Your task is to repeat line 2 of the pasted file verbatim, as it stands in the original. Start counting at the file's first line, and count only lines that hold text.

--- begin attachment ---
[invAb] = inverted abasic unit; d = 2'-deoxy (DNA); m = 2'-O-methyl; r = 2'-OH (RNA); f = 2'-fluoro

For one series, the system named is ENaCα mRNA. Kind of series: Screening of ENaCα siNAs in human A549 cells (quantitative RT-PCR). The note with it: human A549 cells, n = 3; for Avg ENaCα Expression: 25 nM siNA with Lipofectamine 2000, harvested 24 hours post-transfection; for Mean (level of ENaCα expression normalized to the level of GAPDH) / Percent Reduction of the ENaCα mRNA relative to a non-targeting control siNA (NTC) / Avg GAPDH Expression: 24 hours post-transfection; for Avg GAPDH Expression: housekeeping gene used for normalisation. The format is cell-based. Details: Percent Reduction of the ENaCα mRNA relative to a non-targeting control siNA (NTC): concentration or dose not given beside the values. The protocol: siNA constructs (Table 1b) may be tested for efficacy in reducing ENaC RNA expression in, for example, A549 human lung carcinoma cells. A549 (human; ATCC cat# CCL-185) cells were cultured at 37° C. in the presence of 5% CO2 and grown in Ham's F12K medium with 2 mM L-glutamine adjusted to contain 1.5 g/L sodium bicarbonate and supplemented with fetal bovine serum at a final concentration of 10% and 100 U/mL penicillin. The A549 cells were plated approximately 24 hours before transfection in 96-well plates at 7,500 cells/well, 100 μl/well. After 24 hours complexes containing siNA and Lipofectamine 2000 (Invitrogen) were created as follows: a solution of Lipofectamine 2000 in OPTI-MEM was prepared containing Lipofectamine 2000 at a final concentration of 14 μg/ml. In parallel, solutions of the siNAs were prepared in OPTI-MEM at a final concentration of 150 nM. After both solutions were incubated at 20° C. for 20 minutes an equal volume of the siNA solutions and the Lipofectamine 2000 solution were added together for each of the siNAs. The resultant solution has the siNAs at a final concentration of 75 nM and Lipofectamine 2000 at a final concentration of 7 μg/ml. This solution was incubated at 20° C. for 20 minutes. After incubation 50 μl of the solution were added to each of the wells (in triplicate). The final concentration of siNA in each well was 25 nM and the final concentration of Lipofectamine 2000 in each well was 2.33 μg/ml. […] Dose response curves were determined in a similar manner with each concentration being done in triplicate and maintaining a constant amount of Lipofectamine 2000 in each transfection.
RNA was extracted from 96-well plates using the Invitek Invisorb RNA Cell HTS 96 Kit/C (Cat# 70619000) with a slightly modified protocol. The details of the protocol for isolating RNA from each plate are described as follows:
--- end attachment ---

For one series, the system named is ENaCα mRNA. Kind of series: Screening of ENaCα siNAs in human A549 cells (quantitative RT-PCR). The note with it: human A549 cells, n = 3; for Avg ENaCα Expression: 25 nM siNA with Lipofectamine 2000, harvested 24 hours post-transfection; for Mean (level of ENaCα expression normalized to the level of GAPDH) / Percent Reduction of the ENaCα mRNA relative to a non-targeting control siNA (NTC) / Avg GAPDH Expression: 24 hours post-transfection; for Avg GAPDH Expression: housekeeping gene used for normalisation. The format is cell-based. Details: Percent Reduction of the ENaCα mRNA relative to a non-targeting control siNA (NTC): concentration or dose not given beside the values. The protocol: siNA constructs (Table 1b) may be tested for efficacy in reducing ENaC RNA expression in, for example, A549 human lung carcinoma cells. A549 (human; ATCC cat# CCL-185) cells were cultured at 37° C. in the presence of 5% CO2 and grown in Ham's F12K medium with 2 mM L-glutamine adjusted to contain 1.5 g/L sodium bicarbonate and supplemented with fetal bovine serum at a final concentration of 10% and 100 U/mL penicillin. The A549 cells were plated approximately 24 hours before transfection in 96-well plates at 7,500 cells/well, 100 μl/well. After 24 hours complexes containing siNA and Lipofectamine 2000 (Invitrogen) were created as follows: a solution of Lipofectamine 2000 in OPTI-MEM was prepared containing Lipofectamine 2000 at a final concentration of 14 μg/ml. In parallel, solutions of the siNAs were prepared in OPTI-MEM at a final concentration of 150 nM. After both solutions were incubated at 20° C. for 20 minutes an equal volume of the siNA solutions and the Lipofectamine 2000 solution were added together for each of the siNAs. The resultant solution has the siNAs at a final concentration of 75 nM and Lipofectamine 2000 at a final concentration of 7 μg/ml. This solution was incubated at 20° C. for 20 minutes. After incubation 50 μl of the solution were added to each of the wells (in triplicate). The final concentration of siNA in each well was 25 nM and the final concentration of Lipofectamine 2000 in each well was 2.33 μg/ml. […] Dose response curves were determined in a similar manner with each concentration being done in triplicate and maintaining a constant amount of Lipofectamine 2000 in each transfection.